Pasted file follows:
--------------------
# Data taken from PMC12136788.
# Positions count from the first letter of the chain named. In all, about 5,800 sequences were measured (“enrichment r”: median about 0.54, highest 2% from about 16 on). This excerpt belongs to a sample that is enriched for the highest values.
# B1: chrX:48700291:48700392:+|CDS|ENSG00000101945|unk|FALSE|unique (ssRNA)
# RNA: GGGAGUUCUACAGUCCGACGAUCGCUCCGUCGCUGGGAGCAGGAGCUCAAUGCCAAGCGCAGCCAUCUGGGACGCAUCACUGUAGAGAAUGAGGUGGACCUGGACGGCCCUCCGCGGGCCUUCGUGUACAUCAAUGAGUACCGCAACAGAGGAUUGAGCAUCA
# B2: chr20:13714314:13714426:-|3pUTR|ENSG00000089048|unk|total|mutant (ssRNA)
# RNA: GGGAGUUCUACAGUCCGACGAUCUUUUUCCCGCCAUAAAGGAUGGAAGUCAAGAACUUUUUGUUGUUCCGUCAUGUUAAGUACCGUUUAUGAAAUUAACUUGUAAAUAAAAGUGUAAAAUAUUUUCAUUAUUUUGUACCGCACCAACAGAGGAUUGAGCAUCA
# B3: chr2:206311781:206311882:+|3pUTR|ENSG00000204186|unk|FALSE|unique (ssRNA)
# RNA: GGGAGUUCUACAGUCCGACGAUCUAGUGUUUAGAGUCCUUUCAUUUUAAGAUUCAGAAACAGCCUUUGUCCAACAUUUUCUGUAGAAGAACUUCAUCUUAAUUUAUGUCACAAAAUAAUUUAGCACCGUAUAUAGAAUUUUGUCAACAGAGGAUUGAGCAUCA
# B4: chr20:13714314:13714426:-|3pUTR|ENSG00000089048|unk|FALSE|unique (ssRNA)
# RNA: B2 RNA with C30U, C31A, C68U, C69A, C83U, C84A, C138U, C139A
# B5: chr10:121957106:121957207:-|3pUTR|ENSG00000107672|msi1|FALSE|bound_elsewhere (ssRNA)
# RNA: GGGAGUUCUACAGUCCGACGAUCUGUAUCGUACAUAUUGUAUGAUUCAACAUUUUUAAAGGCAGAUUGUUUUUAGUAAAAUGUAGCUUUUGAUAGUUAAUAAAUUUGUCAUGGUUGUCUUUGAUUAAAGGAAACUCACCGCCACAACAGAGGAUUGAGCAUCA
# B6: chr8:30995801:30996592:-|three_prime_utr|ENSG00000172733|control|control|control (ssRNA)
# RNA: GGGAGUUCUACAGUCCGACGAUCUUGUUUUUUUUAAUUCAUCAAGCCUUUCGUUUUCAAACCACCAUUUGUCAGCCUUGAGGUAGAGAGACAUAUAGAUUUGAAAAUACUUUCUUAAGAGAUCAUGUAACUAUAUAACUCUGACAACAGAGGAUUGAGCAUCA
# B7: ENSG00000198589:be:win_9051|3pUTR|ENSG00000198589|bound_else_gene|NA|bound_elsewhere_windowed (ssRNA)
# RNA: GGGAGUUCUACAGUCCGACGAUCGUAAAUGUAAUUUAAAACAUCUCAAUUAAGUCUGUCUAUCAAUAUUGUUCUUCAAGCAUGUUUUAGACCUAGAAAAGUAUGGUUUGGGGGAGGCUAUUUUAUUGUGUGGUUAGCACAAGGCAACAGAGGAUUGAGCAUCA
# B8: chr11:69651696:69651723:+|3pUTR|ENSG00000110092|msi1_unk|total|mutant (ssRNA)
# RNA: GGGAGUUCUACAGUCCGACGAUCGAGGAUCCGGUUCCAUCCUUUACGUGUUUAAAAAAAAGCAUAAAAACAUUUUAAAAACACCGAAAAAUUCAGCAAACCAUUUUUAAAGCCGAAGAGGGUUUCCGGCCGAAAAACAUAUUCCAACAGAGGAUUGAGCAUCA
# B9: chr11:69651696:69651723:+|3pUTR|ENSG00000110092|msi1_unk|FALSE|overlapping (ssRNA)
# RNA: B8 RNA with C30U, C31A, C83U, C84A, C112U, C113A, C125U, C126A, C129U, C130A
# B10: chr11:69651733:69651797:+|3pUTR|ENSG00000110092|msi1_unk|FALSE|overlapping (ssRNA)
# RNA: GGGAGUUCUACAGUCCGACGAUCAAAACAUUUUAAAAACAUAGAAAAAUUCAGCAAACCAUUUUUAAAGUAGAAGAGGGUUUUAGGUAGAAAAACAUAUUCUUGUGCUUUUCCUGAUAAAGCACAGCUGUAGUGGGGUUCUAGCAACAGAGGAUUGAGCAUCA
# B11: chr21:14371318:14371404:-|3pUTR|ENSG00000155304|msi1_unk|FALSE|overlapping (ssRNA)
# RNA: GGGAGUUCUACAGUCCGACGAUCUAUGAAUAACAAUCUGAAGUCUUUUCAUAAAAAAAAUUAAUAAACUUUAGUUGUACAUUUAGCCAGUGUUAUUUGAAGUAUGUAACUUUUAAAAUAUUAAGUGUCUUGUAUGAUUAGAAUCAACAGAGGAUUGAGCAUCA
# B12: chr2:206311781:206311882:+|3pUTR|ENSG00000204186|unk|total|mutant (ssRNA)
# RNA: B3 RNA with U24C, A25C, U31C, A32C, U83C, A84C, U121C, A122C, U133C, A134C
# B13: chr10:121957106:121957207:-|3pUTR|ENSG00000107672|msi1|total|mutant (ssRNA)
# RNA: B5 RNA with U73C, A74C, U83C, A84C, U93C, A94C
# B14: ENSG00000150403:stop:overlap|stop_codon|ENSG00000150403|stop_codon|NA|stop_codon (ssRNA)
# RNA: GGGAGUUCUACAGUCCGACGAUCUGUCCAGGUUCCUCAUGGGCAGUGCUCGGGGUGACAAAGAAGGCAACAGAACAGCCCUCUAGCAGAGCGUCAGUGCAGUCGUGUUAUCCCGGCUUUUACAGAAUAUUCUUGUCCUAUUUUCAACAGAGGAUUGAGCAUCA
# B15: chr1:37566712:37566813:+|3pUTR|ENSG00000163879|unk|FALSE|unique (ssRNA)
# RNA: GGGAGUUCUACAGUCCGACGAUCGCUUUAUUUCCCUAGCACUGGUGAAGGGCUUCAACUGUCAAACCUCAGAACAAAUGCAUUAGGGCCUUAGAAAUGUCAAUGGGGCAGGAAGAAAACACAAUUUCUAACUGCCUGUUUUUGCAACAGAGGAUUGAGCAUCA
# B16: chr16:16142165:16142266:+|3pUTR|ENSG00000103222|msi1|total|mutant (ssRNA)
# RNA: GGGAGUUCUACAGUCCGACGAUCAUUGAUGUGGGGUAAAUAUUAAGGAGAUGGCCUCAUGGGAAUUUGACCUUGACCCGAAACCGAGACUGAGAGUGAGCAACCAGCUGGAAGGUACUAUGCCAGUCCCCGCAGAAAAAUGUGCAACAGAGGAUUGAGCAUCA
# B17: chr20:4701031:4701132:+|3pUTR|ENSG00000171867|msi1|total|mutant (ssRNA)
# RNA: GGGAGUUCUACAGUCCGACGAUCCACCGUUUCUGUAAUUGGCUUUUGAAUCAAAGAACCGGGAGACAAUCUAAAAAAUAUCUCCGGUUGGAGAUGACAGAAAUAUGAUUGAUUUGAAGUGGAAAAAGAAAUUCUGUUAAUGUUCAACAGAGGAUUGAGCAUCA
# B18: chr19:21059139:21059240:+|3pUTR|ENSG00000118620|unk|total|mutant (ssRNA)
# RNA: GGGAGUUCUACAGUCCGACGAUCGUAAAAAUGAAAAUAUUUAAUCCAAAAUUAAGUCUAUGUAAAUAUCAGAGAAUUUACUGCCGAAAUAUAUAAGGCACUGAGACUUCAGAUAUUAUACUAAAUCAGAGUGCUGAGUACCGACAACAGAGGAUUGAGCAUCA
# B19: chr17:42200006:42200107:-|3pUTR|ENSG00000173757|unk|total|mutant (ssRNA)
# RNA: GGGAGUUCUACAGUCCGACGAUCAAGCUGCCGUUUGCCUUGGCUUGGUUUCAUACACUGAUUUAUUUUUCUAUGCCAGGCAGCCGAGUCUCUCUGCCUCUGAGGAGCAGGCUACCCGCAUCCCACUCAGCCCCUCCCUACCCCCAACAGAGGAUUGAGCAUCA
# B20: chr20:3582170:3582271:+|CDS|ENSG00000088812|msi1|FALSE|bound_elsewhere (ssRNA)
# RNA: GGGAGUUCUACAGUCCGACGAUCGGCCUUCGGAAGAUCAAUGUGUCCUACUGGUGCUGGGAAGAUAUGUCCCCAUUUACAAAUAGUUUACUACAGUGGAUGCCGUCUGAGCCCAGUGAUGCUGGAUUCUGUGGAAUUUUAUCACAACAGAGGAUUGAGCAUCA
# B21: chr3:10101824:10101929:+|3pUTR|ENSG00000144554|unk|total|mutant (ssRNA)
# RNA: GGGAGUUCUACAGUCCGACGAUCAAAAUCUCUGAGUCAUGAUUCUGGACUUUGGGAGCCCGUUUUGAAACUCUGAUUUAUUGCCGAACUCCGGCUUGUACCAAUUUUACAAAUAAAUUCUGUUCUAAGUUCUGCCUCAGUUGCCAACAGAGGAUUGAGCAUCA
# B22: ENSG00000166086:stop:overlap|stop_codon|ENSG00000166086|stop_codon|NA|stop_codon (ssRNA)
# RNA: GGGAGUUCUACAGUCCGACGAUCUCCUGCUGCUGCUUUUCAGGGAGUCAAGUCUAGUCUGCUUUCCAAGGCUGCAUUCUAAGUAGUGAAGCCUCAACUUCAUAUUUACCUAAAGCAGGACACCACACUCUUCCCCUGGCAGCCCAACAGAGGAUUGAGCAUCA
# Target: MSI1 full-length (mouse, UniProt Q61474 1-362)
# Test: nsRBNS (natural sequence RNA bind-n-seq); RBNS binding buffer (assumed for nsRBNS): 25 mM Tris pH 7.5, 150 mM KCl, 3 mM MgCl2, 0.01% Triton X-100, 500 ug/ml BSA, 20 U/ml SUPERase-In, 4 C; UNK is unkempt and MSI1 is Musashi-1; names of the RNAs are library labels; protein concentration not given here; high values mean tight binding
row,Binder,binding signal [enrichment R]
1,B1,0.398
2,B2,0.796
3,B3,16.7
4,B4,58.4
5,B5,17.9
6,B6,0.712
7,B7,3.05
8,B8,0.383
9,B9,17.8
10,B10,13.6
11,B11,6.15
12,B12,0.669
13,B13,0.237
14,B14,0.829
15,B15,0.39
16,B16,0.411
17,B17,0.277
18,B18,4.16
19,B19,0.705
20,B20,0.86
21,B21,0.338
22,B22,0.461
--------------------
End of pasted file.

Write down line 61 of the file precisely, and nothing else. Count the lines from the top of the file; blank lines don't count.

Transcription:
12,B12,0.669